This is an article about two older women in New York City and loneliness.
BY Aubrey Hammack
(Published September 17, 1991 in the Upson Home Journal)
Loneliness is something that all of us know something about. I am sure that we all go through periods of it. I can experience loneliness just as well in a crowded room as in isolation. Sometimes it seems to even be a close friend of mine. There are times when it sort of pulls at your heart in such a sad, blue, painful, gut wrenching sort of way.
Overhearing a conversation on a New York City bus on the Sunday before Labor Day stirred from within some emotions concerning being alone.
First of all, because of the proximity, although I was eavesdropping, I really had no choice. I must admit that a part of me did feel guilty for listening though.
Two older ladies, probably in their late 60s, who were good friends, both widowed and living alone in apartments obviously in Manhattan, were discussing their loneliness. One of the ladies told her friend that she had guilt buying shirts and sweaters for her son because he told her she was still buying gifts for his father.
That was interesting, because I can see how a widow would preserve a certain closeness to the man she had loved by buying gifts that he would have liked. Probably it helped her to feel closer to her deceased husband and someway; somehow, it brought closeness between the three.
Many times I wonder what it is about humans that just canít allow people the satisfaction of accepting things that people want to do for us without always attaching a reason for it.
The other lady stated that she had knitted a sweater for her son for Christmas last year. He did not like it and told her so, but when she asked him if he would wear it, he said maybe. I guess he felt guilty about the hard work that had been involved in making it so he broke down and wore it.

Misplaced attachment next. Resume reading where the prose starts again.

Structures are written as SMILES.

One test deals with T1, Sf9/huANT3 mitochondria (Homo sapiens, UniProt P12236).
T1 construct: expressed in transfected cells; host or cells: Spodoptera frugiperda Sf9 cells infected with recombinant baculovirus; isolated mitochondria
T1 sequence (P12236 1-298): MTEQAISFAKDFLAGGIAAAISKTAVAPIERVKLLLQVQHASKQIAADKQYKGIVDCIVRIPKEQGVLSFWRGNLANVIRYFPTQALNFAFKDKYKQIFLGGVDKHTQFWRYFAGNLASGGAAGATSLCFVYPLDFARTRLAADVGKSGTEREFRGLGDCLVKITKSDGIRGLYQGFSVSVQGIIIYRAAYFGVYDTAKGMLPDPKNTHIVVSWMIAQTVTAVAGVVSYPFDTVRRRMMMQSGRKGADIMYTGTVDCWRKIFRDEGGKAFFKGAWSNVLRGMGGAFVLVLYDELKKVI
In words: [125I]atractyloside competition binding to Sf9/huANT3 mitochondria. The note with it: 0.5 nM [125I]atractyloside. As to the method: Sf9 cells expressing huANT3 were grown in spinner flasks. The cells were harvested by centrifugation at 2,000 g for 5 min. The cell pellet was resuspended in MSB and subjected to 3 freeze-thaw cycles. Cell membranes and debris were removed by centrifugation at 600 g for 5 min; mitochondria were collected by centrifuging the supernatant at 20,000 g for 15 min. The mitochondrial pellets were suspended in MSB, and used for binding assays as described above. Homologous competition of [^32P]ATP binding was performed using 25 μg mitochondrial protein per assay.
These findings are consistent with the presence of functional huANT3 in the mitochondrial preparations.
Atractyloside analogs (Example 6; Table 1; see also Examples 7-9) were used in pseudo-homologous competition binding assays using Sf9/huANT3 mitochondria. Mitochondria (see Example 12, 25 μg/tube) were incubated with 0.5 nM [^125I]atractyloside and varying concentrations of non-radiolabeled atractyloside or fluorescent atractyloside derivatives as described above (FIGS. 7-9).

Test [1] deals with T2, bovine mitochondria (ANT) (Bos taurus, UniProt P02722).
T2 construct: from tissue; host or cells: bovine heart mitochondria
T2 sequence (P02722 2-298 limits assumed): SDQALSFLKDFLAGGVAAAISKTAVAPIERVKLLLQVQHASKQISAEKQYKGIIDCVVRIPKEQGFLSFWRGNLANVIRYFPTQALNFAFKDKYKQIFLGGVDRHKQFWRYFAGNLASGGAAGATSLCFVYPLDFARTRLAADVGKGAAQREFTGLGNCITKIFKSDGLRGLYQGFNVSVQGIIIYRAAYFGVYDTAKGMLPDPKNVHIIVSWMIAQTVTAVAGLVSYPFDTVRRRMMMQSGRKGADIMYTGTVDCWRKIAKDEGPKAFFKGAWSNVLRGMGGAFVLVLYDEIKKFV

He later told his wife of several compliments he had gotten about it. His daughter wore it to school and suddenly a sweater knitted by this loving mother became extremely popular.
On of the ladies then proceeded to touch a very sensitive chord with me. As the ride stretched on, and it was a long one from near 14th street, she spoke of being lonely.
As she told of another widowed friend who lived in some sort of older adult high rise, she spoke negatively about the living conditions. She said she would not like to eat in a cafeteria or have to see the same people day after day in some gameroom. I could understand what she was talking about.
As ironic as it seems, she evidently felt her friend was giving up too much of her personhood in such a situation. She enjoyed eating alone at times, but made it quite clear that she needed someone to talk to at breakfast.
She then said that her son had called her the day before and asked if she wanted him to come and visit her. Obviously she sensed by his question that he really didnít want to come, so she told him no, that she had plans. This was one of the saddest things that I have heard a loving mother denying her loneliness and a son not really wanting to bother with an interruption in his life.
Iím guilty of it with my 85-year-old father at times, and when mother was alive, it happened then, too. The conversation between these two delightful old ladies made me more aware of some of my own inadequacies in the area. It also made me miss my mom and think of how fortunate people are that still have theirs. I am really glad that I took the bus on this day and uncharacteristically was able to keep my mouth shut. It is amazing what we can learn when we just listen.
There are many factors that contribute to loneliness. We need to be especially more aware of how loneliness and aging fit together. If we live long enough no doubt we will be alone. So if we educate ourselves to what we can do to make others less lonely, then perhaps when we reach this stage someone will do the same for us.